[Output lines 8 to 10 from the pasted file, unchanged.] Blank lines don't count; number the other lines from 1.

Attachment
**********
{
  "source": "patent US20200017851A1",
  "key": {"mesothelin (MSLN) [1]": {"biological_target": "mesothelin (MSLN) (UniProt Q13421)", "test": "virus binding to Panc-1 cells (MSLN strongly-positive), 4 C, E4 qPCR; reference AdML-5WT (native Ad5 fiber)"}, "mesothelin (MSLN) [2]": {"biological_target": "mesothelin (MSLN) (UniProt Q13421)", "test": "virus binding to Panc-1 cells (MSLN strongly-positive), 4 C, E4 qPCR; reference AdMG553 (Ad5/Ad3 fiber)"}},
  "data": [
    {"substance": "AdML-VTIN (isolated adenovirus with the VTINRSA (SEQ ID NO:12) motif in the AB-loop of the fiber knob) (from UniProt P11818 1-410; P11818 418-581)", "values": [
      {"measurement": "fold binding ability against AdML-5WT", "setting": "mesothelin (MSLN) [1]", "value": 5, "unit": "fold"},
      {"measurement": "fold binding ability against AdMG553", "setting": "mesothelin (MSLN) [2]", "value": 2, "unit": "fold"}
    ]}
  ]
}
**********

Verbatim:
    ]}
  ]
}